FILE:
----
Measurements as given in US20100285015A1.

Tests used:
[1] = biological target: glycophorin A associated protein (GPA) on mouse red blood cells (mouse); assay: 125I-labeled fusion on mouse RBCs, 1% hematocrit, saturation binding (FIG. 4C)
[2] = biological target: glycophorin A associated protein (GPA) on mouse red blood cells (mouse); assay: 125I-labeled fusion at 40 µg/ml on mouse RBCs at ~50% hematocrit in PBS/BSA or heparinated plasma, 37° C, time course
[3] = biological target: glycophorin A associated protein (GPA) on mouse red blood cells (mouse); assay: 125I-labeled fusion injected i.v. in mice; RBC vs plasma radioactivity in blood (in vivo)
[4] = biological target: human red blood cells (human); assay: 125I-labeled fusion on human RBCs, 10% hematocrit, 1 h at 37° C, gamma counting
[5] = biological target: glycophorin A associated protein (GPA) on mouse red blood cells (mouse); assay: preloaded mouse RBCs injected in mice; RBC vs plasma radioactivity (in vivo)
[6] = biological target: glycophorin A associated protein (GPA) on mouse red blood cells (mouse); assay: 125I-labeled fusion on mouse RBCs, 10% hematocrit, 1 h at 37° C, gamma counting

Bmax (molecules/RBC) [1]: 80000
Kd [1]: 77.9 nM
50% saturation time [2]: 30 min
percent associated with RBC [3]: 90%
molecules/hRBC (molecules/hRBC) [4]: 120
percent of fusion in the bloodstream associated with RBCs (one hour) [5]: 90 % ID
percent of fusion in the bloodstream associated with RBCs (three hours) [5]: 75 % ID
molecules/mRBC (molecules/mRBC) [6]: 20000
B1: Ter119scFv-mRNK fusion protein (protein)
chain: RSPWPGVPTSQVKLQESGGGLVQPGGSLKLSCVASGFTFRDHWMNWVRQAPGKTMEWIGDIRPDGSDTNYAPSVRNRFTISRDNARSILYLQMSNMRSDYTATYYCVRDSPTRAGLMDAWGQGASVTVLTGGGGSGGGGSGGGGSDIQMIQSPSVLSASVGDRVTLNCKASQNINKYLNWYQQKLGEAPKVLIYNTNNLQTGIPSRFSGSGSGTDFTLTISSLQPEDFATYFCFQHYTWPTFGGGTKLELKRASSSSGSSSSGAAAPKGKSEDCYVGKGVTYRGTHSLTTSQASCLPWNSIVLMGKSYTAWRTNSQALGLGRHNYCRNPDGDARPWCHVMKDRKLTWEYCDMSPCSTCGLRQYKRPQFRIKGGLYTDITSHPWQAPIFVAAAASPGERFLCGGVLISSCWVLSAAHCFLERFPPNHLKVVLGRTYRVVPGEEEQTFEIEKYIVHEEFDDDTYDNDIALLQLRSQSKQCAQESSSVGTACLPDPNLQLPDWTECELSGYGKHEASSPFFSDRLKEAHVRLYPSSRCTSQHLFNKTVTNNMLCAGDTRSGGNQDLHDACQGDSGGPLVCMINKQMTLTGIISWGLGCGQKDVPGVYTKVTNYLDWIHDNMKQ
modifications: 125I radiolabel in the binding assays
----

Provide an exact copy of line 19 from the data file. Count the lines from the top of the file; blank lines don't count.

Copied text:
modifications: 125I radiolabel in the binding assays